Francis became a mirror in which I saw my life and experiences in new ways. His irrepressible delight in nature invited me to cultivate my own delight in the tiny natural treasures of my backyard, where I spent most of the summer I wrote book, with my broken foot up in a cast. His audacity to follow his convictions in unconventional ways, giving up his wealth and status to care for lepers and rebuild dilapidated churches, planted a seed of desire in me to devote myself to the callings and convictions of my heart rather than to the agenda that the world has for me. One of those callings was to the write the letters that form this book.

Dori: Do you have a favorite letter from the book for us to close the interview?

Abby: One of my favorite letters is the second, a reflection on planting my garden. I always plant seeds too close, unable to imagine that each will actually become the full-sized plant pictured on the package. Planting, here, becomes a metaphor for faith, but the poem is also about the mysterious purposes of a life, which I liken to a seed that must die before it can bear fruit, and which will never actually see the full picture of the life it produces. In a similar way, Francis never saw the full picture of his influence, which continues to bear fruit across the globe today. Likewise, we are only afforded a small glimpse of the fruit born from the love, faithfulness, and good works in our lives.  

Dear Brother Francis,

Time to plant, time to press my nails
in dirt, 
             resurrect the earth with chives,

Swiss chard, basil, beans. The shed

is dark, winter still stuck in its shingles
and boards,
            trowels, gloves, watering cans,

pots. Francis, I am learning to have faith

in seeds. Every year, I drop the grains
too close,
            thinking only a few will stem

and leaf. I do not trust the package notes,

I do not space punctilious rows or calculate
their depths. 
            It seems to me no life can rise

from dust--and yet it does: year after year

this plot turns a weedy, flowering jungle
of green. 
            What if the whole of a life (yours,

say, or mine) is simply this--a tiny germ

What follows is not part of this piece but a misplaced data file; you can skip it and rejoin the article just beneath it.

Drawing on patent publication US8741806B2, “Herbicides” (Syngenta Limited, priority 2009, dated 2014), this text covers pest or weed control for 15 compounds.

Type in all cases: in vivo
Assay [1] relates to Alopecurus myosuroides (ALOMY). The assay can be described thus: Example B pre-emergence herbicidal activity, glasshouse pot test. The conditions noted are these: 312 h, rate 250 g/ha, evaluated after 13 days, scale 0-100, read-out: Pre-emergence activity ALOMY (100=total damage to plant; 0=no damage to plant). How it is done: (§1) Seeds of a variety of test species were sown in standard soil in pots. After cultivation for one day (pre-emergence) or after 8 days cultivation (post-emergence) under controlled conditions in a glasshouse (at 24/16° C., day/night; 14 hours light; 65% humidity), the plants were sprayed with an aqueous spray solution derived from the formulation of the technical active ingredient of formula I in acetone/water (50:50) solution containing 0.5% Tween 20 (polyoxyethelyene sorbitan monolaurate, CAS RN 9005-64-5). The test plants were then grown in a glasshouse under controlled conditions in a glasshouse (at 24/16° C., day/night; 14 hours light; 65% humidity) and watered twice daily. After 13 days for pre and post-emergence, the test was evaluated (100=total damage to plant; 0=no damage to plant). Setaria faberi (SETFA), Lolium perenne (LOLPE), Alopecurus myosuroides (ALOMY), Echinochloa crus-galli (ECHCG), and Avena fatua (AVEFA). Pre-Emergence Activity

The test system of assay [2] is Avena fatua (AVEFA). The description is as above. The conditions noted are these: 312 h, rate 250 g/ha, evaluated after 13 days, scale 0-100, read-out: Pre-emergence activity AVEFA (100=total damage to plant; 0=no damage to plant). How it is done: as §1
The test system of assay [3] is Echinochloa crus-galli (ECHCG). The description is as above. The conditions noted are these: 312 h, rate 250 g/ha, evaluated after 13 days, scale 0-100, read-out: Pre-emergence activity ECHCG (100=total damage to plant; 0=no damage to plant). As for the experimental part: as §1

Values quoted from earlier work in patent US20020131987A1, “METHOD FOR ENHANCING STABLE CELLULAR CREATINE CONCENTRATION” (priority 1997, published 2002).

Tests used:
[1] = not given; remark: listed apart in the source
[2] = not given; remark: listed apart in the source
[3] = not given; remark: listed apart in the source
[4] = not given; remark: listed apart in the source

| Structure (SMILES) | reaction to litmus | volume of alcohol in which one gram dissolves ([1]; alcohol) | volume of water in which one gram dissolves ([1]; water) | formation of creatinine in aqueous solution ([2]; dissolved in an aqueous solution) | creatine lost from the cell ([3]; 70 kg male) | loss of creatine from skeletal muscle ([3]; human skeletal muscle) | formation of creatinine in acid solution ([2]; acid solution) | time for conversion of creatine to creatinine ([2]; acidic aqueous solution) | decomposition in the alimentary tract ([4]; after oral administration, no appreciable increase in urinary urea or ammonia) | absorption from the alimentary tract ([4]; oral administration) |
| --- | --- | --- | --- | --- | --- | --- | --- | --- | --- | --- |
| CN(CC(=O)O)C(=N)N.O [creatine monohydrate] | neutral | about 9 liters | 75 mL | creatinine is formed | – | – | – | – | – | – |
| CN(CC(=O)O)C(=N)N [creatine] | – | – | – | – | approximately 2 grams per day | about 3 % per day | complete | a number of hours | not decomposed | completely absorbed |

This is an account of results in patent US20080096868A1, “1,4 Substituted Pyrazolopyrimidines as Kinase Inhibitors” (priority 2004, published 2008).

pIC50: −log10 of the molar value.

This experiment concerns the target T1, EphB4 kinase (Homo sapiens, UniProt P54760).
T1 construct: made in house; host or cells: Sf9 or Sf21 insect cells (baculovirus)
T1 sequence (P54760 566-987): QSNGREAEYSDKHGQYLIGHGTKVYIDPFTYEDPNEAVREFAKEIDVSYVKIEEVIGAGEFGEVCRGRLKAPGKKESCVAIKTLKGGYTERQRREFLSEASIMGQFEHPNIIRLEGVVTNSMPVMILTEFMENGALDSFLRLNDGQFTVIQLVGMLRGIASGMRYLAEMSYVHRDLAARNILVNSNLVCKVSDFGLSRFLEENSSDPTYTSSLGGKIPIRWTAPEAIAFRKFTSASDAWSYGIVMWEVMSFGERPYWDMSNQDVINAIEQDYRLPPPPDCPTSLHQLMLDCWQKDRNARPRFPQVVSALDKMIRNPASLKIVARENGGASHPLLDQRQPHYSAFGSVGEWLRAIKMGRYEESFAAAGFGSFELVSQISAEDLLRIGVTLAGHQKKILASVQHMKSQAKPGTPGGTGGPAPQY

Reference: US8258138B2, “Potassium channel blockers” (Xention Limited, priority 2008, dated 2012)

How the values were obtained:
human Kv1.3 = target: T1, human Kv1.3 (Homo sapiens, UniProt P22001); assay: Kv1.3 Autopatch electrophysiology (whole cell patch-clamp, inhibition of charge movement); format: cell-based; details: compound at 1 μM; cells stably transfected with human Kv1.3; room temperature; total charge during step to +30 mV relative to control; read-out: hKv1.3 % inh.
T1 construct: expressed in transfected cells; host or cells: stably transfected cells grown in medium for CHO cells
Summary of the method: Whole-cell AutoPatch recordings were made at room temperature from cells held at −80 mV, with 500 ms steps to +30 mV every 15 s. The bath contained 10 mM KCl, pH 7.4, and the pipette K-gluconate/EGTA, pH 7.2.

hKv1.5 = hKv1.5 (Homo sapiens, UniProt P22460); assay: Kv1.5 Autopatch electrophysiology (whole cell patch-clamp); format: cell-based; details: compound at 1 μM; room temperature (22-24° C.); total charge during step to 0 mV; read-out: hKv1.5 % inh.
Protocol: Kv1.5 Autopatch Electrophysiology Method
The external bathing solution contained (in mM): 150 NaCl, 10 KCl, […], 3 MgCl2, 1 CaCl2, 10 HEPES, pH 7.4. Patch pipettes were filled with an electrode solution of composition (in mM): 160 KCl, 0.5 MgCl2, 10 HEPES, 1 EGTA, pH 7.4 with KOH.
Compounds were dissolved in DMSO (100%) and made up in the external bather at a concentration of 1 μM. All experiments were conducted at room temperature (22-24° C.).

of wheat sleeping in a bed of soil?
The crop
            this shell will one day yield it will

never actually see. All it can do is dream.

A Green Thumb

© Abigail Carroll, 2017, Eerdmans.

Dori:  And here is one of my favorites from Francis.

Pondering: Interruptions

“The truth is, of course, that what one regards as interruptions are precisely one's life.”
             C.S. Lewis

Friday, April 21, 2017

Meet Peter Huggins (And Drawing Results)

A Gift of Air, part of the Solomon & George Chapbook Series, is the sixth poetry publication by Peter Huggins. The Series pairs a visual artist with a literary artist and features twelve works by each.  Placed on facing pages, handmade paper pieces by visual artist Allyson Comstock accompany poems by  Peter Huggins.

I'm delighted to introduce you today to Peter Huggins. Peter was part of my first critique group and his voice always brought clarity, whether we were working on poems, picture books or novels.  He and his wife live in Auburn, Alabama, where he is retired from teaching in the English Department at Auburn University after thirty-one years. Peter has written six books of poems, as well as publishing poems in journals and magazines. 

He's also published in the children's book industry--In the Company of Owls, a middle grade novel (NewSouth/Junebug Books, 2008) and a picture book, Trosclair and the Alligator (Star Bright Books, 2006), which has appeared on the PBS show Between the Lions.

If you haven't seen Trosclair and the Alligator, you really should check out a copy. It's a delightful Cajun retelling of the Brer Rabbit in the briar patch story.

And now on to the poetry Peter is sharing with us today. Enjoy!